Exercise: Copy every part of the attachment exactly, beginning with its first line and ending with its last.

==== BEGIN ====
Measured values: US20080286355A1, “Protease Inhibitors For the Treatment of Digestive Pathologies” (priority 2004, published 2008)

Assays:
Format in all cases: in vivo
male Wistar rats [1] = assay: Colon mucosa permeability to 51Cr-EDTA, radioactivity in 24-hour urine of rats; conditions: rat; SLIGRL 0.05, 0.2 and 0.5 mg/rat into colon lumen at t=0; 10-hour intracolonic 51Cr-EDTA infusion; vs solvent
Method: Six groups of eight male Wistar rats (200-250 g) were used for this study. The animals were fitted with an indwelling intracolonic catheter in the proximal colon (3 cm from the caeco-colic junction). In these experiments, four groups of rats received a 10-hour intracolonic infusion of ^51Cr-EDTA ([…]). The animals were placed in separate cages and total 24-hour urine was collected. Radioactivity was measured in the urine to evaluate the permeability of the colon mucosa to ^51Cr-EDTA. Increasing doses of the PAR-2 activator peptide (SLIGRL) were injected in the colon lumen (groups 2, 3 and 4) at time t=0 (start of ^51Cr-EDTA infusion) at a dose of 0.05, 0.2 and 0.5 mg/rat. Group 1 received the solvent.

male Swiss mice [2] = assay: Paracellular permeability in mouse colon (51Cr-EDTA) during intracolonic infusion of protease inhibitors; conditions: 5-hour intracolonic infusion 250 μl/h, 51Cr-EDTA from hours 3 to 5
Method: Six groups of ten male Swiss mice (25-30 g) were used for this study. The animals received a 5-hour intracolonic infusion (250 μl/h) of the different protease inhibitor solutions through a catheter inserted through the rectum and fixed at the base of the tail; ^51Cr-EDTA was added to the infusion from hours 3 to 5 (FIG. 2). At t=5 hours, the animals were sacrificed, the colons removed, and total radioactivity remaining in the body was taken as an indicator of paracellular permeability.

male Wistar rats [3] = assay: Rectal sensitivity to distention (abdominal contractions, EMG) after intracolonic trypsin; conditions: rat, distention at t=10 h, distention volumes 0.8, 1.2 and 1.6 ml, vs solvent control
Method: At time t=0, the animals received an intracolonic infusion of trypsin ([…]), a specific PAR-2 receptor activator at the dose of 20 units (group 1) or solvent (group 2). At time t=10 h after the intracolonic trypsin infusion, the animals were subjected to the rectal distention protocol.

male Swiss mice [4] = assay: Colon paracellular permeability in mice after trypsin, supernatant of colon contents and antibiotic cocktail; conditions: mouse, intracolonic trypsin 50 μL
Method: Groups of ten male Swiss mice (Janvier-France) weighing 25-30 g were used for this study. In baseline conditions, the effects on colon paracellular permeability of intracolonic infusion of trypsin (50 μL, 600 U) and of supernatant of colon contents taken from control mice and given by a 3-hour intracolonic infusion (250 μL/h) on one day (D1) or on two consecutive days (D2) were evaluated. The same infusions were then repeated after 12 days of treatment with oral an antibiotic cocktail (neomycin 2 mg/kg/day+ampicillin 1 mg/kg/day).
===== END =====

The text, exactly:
Measured values: US20080286355A1, “Protease Inhibitors For the Treatment of Digestive Pathologies” (priority 2004, published 2008)

Assays:
Format in all cases: in vivo
male Wistar rats [1] = assay: Colon mucosa permeability to 51Cr-EDTA, radioactivity in 24-hour urine of rats; conditions: rat; SLIGRL 0.05, 0.2 and 0.5 mg/rat into colon lumen at t=0; 10-hour intracolonic 51Cr-EDTA infusion; vs solvent
Method: Six groups of eight male Wistar rats (200-250 g) were used for this study. The animals were fitted with an indwelling intracolonic catheter in the proximal colon (3 cm from the caeco-colic junction). In these experiments, four groups of rats received a 10-hour intracolonic infusion of ^51Cr-EDTA ([…]). The animals were placed in separate cages and total 24-hour urine was collected. Radioactivity was measured in the urine to evaluate the permeability of the colon mucosa to ^51Cr-EDTA. Increasing doses of the PAR-2 activator peptide (SLIGRL) were injected in the colon lumen (groups 2, 3 and 4) at time t=0 (start of ^51Cr-EDTA infusion) at a dose of 0.05, 0.2 and 0.5 mg/rat. Group 1 received the solvent.

male Swiss mice [2] = assay: Paracellular permeability in mouse colon (51Cr-EDTA) during intracolonic infusion of protease inhibitors; conditions: 5-hour intracolonic infusion 250 μl/h, 51Cr-EDTA from hours 3 to 5
Method: Six groups of ten male Swiss mice (25-30 g) were used for this study. The animals received a 5-hour intracolonic infusion (250 μl/h) of the different protease inhibitor solutions through a catheter inserted through the rectum and fixed at the base of the tail; ^51Cr-EDTA was added to the infusion from hours 3 to 5 (FIG. 2). At t=5 hours, the animals were sacrificed, the colons removed, and total radioactivity remaining in the body was taken as an indicator of paracellular permeability.

male Wistar rats [3] = assay: Rectal sensitivity to distention (abdominal contractions, EMG) after intracolonic trypsin; conditions: rat, distention at t=10 h, distention volumes 0.8, 1.2 and 1.6 ml, vs solvent control
Method: At time t=0, the animals received an intracolonic infusion of trypsin ([…]), a specific PAR-2 receptor activator at the dose of 20 units (group 1) or solvent (group 2). At time t=10 h after the intracolonic trypsin infusion, the animals were subjected to the rectal distention protocol.

male Swiss mice [4] = assay: Colon paracellular permeability in mice after trypsin, supernatant of colon contents and antibiotic cocktail; conditions: mouse, intracolonic trypsin 50 μL
Method: Groups of ten male Swiss mice (Janvier-France) weighing 25-30 g were used for this study. In baseline conditions, the effects on colon paracellular permeability of intracolonic infusion of trypsin (50 μL, 600 U) and of supernatant of colon contents taken from control mice and given by a 3-hour intracolonic infusion (250 μL/h) on one day (D1) or on two consecutive days (D2) were evaluated. The same infusions were then repeated after 12 days of treatment with oral an antibiotic cocktail (neomycin 2 mg/kg/day+ampicillin 1 mg/kg/day).